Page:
Faced with the many virtues of CBD, many Europeans are turning to the molecule to improve their daily lives. Anti-inflammatory, antidepressant, anti-stress: cannabidiol has many qualities that allow it to improve our daily lives, both for small hassles and to help reduce more serious problems. Yet, even if it is difficult to calculate, the risks of drug interactions do exist. What are they, what groups of drugs are affected and how to avoid interfering with conventional treatment due to taking CBD ? This is what the Weedy.fr team explains to you today.
CBD and drugs: interactions exist
A study by Penn Stage College in the United States has published a list of 57 drugs whose effects may be impaired by cannabis use
THC, a psychoactive substance in cannabis, is of course the first targeted by this study. However, it is not the only one because cannabidiol would also, in specific cases, be responsible for drug interactions. Some products are particularly highlighted by the study, including CBD oil.
The list of medications includes various areas:
- Oral contraceptives,
- Medicines for thyroid problems.
The case of antidepressants is particularly noteworthy. This is because although cannabidiol itself has an antidepressant effect, the combination of CBD / conventional antidepressants is not necessarily recommended since the molecule could inhibit some of their effects. This would be the case in particular for medicinal products based on amitriptyline, clomipramine and lofepramine.
But by the way, how do cannabinoids interact with drugs?
Cannabidiol, like other cannabinoids, has the ability to modify our production of enzymes. CBD can thus promote the production of certain enzymes, when it blocks or slows down others. Specifically, this process takes place in the liver, playing an important role in the metabolism of drugs. And for those who want to go further, you will probably be interested in how the P450 cytrochome works.
Without going into the details of the biochemistry, this means that taking CBD alongside a drug can have two consequences:
- The drug is not synthesized by the body and therefore does not have the desired effects (cannabinoids have blocked its action).
- On the contrary, the drug is “too” assimilated and it is possible to feel side effects not directly related to CBD consumption, but on the contrary to overconsumption of said drug.
OK, but then is CBD a dangerous molecule? No, it would be quite excessive to say that. Cannabidiol in itself is absolutely not dangerous. It remains a natural product with primarily virtuous effects. What happens in some cases when taking medication is thus quite similar to what happens when a pill is swallowed with grapefruit juice which is also a enzyme inhibitor.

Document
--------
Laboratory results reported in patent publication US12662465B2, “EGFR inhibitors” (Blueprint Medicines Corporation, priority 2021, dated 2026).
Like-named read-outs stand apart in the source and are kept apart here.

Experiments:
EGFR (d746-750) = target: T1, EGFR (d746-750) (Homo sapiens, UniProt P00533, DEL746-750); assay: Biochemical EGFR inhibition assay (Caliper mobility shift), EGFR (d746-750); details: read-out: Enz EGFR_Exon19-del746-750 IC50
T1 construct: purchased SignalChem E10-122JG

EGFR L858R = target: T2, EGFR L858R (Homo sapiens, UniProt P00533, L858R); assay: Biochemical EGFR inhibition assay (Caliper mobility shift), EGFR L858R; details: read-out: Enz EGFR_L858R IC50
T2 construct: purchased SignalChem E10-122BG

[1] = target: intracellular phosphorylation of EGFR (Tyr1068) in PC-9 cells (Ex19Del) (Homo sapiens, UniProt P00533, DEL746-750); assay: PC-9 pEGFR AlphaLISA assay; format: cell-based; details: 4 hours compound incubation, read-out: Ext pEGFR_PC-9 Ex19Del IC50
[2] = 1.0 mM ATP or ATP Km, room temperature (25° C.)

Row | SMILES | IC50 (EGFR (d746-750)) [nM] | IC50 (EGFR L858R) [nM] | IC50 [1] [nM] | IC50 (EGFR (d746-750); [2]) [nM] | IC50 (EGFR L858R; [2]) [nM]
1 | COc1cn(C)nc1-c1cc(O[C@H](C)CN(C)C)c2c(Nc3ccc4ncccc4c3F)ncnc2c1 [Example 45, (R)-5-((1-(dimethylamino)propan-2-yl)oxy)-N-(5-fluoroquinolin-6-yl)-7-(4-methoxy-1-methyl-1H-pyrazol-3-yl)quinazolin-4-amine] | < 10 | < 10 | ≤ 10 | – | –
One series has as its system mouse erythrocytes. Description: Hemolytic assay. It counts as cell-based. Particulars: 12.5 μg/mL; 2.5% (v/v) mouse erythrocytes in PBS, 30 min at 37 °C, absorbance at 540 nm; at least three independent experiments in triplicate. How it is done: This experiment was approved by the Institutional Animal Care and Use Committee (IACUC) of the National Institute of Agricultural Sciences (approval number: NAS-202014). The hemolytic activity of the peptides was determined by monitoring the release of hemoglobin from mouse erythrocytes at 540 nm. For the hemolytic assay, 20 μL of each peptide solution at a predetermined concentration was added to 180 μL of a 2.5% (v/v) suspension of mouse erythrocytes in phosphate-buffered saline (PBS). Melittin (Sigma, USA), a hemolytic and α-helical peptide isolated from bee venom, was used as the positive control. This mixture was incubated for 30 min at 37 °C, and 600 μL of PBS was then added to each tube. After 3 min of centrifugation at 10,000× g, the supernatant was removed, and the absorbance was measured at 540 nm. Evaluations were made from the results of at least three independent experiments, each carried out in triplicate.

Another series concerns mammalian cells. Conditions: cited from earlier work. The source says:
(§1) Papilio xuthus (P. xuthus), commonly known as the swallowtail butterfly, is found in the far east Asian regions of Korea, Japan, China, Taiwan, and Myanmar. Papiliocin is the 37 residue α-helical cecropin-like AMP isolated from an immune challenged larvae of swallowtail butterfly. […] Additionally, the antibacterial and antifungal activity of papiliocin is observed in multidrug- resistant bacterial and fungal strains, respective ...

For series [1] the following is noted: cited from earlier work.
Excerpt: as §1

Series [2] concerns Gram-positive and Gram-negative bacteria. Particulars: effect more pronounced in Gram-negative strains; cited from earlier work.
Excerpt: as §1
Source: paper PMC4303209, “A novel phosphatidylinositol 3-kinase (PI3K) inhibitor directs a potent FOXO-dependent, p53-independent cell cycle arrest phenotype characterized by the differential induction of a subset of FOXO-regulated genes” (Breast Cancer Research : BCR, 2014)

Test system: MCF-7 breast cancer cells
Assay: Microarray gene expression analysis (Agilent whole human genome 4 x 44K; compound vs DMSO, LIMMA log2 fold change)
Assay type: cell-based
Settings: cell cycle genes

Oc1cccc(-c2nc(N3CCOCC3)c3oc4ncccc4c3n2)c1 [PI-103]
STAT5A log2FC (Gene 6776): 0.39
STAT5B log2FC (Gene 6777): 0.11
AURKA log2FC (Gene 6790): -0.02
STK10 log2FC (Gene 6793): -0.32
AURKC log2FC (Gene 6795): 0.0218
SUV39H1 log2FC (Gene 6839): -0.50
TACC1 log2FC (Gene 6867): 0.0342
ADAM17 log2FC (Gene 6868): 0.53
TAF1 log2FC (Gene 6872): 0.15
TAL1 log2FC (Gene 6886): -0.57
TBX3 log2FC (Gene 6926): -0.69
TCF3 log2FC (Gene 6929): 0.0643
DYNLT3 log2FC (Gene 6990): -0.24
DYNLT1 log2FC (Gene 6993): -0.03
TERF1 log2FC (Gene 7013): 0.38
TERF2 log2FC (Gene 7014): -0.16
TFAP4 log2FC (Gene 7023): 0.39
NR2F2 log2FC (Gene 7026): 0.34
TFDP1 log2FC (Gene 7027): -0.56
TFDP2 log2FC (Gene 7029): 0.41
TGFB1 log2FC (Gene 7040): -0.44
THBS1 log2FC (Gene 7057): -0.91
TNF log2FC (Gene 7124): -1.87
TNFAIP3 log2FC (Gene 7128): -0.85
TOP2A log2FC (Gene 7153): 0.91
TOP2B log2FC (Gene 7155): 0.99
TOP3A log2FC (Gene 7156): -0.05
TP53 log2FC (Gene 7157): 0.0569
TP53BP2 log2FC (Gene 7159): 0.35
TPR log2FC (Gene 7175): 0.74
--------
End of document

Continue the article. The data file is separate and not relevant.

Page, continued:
Before taking CBD with medication: good to know
If you are planning to take CBD while undergoing medical treatment, regardless of its nature, it is important to know some basic information.
Is CBD a medicine?
No, at least not in France. Although the ANSM (National Agency for Medicines and Health Products Safety) recognizes the value of considering the use of cannabis and its derivatives for medical use, CBD is not yet recognized as a medicine.
Does CBD Have Any Side Effects?
Again, the answer is no. CBD does not currently lead to no known side effects. Beyond the direct side effects, however, it is important to note that the consumption of CBD can on the other hand encourage indirect side effects. These indirect side effects are in fact those of the associated drugs.. This phenomenon is made possible by the ability of cannabidiol to encourage the production of certain enzymes and therefore to induce greater than normal assimilation by the body. In this case, you should rather learn about the potential effects of the drugs in question, and not CBD.
Should we ban CBD when taking medication?
Not necessarily. Drug interactions associated with taking CBD are not automatic. They do not apply to all drugs, nor to all individuals. This is partly due to the enzymes useful for the assimilation of the drugs in question, but also to the law of effect, explaining that we all react differently to cannabinoids, and therefore to cannabidiol.
However, this means in all cases that it is important to opt for a responsible consumption, and not to rely on chance to know if an X or Y drug may have its effects reduced or modified when faced with the consumption of legal cannabis.
The first reflex to have when faced with a possible consumption of CBD in parallel with treatments from conventional medicine is to consult a health specialist, who will be able to advise you on your pathology and its specificities.
Seeking a doctor’s advice will allow you to see more clearly and especially to understand whether it is better to avoid CBD altogether, or on the contrary if it is enough to understand when and how to consume it.
In case you decide to take cannabidiol, it is recommended not to consume them at the same time as your usual treatment, but to space the catches well. Also always start with a low concentration: overdosing is not necessarily dangerous, but unnecessary and can create a form of addiction to cannabidiol which at the same time diminishes its effects.